Traveling with Children in Reykjavik

Family holidays are supposed to be enjoyable experiences filled with memories that you’ll look back on for many years to come.

But it’s not always that easy! It can be stressful traveling with children if you are unsure what to expect.

To help reduce stress and worries, Your Friend in Reykjavik is here with a few tips on what to bring and what to do in Reykjavik as a family.

Most of our day tours in Iceland are family-friendly, so check out our range after you’ve finished reading and find the perfect fit for you and your kids.

If you have any questions about tours and activities that are suitable for children, please get in touch.

Hallgrimskirkja Rainbow

What to Bring When Traveling to Reykjavik with Children

While traveling with children in Reykjavik, you probably want to walk around and get to know the city. Bring a stroller with a rain cover if traveling with a small child. It just makes everything easier. 

Then you have to make sure the children are always warm. The best way to do this is to dress them in layers. That also goes for grown-ups! Even during summer, it can get a bit cold. 

When it comes to layering, we highly recommend wool base layers, regular clothes, and overcoats according to the weather. 

There are many outdoor activity stores to buy warm clothes, and one of the better options is Ullarkistan in Skeifan. 

It is a bit out of the city center but worth the visit. Here, you can find soft Merino wool for both children and adults.

We also recommend you bring swimwear for the whole family as there are many geothermal pools to visit!

If this sounds like your idea of perfect relaxation, we think you’ll love our geothermal pool tours in Iceland.

Cloudy Reykjavik view

Plan Food Stops When Traveling with Kids in Reykjavik

Reykjavik has a variety of food and snack stops that are perfect when traveling with children. 

Restaurants, cafés, small shops, bakeries, and supermarkets are on every corner where you can pick up bread, yogurts, fruits, and other snacks.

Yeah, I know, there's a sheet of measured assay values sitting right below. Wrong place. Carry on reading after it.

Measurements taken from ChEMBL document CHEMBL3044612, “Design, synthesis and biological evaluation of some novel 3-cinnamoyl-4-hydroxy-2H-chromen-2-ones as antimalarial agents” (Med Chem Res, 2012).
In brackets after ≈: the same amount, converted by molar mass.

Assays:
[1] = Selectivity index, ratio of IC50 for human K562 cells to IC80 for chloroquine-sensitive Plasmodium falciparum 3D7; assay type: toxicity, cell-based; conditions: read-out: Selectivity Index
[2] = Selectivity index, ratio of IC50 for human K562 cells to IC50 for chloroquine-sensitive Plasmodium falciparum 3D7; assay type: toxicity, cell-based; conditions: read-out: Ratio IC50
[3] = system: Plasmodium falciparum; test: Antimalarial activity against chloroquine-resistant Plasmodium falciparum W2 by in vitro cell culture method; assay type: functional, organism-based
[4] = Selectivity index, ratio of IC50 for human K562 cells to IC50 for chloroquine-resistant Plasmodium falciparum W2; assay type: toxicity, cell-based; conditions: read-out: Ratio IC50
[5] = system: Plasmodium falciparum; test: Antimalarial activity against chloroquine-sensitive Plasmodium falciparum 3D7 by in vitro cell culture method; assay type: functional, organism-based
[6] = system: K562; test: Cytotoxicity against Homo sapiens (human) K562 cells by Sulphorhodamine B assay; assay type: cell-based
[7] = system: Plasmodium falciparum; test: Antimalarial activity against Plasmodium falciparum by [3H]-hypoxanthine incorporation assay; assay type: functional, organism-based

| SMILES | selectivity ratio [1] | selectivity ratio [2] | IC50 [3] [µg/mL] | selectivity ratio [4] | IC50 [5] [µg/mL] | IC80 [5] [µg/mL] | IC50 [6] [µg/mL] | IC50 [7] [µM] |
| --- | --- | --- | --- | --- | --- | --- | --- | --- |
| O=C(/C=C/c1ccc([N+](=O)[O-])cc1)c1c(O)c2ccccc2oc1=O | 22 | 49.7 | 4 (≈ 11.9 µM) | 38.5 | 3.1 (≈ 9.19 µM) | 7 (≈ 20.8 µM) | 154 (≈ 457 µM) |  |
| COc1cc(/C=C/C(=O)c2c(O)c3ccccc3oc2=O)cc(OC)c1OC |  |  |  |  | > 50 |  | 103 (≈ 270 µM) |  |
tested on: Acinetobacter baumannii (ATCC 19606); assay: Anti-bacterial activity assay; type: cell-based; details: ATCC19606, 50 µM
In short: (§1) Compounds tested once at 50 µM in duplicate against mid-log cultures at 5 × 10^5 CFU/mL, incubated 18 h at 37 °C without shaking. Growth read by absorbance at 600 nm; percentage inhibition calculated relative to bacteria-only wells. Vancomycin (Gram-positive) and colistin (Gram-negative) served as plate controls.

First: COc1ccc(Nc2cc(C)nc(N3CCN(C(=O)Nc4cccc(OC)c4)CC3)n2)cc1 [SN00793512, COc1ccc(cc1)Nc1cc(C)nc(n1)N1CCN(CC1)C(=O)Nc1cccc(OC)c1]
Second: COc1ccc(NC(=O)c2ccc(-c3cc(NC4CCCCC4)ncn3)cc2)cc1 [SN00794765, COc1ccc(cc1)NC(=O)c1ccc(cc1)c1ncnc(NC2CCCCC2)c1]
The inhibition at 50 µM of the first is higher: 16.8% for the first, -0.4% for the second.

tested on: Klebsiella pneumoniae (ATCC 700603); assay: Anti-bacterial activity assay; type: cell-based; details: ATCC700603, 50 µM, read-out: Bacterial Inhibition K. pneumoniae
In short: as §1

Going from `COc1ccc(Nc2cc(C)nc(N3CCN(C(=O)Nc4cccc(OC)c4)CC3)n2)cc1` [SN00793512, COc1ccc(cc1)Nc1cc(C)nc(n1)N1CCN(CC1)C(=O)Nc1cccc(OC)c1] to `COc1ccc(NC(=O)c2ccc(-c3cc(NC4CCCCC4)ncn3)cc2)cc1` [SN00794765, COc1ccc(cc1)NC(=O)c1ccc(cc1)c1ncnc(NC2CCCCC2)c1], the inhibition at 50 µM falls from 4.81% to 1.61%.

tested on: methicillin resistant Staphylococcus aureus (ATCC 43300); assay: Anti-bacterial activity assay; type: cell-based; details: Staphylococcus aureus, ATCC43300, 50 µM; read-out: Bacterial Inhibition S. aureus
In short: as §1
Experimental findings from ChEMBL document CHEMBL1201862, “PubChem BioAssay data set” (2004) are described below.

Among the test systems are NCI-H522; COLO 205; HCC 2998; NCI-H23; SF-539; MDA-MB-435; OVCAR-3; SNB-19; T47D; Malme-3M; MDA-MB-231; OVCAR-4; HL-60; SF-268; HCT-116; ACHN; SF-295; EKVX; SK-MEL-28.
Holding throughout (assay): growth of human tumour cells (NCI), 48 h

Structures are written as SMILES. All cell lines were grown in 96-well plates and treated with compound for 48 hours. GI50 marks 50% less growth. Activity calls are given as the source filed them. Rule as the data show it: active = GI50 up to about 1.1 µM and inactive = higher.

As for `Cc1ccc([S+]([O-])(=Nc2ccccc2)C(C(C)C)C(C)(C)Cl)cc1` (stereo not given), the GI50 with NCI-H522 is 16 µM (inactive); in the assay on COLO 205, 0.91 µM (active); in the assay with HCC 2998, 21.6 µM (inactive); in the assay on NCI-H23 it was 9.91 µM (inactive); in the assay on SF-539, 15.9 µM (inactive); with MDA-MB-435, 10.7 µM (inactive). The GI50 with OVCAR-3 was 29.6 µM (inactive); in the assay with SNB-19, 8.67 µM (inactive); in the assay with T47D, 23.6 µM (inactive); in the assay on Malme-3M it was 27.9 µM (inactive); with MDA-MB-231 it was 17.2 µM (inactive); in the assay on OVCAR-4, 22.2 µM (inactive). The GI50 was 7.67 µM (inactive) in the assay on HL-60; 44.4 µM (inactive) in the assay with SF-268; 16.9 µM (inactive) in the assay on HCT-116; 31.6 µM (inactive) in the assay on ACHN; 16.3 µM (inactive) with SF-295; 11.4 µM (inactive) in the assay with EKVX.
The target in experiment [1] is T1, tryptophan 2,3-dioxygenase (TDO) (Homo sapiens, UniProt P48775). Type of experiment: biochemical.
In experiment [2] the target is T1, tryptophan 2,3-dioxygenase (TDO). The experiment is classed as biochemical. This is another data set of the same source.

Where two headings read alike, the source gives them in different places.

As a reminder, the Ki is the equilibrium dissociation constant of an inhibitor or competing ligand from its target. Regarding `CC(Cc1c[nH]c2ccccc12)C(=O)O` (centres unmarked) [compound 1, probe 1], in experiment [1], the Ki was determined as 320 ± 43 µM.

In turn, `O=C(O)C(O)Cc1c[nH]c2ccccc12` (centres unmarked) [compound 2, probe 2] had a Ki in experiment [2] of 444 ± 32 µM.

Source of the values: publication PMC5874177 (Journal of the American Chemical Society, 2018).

If you are looking for baby food, familiar supermarkets like Bonus and Kronan have everything you need from brands like Ella’s Kitchen, Hipp, and Semper.

You won’t find any McDonald’s in Iceland, but we have KFC and Taco Bell. 

But we must recommend Icelandic fast food options as well, such as Búllan (Burger Joint), Hamborgarafabrikkan, and Steikhúsið to name only a few.

Restaurants and cafés in Reykjavík are generally very child-friendly. If you are traveling with a small child, you can be sure that the restaurant has a high chair for your baby. 

We like Laundromat Café, which has a great play area on their ground floor where you can also get food service. 

Kaffi Laugalækur, close to Laugardalslaug, is a very family-friendly coffeehouse with food options, which we also recommend.

The View From Hallgrimskirkja Church

If you want to choose your restaurant based on food rather than toys, you’re in luck! Most restaurants here claim to be family-friendly and should be able to cater to your needs. 

There are at least three to four vegan restaurants around our main street Laugavegur, including one called Mama Reykjavik.

For mothers breastfeeding, you can breastfeed anywhere, anytime, as breastfeeding in public is very much accepted. 

So please feel comfortable feeding your little one without any worries about your surroundings.

For even more food inspiration, check out our guide to food halls in Reykjavik.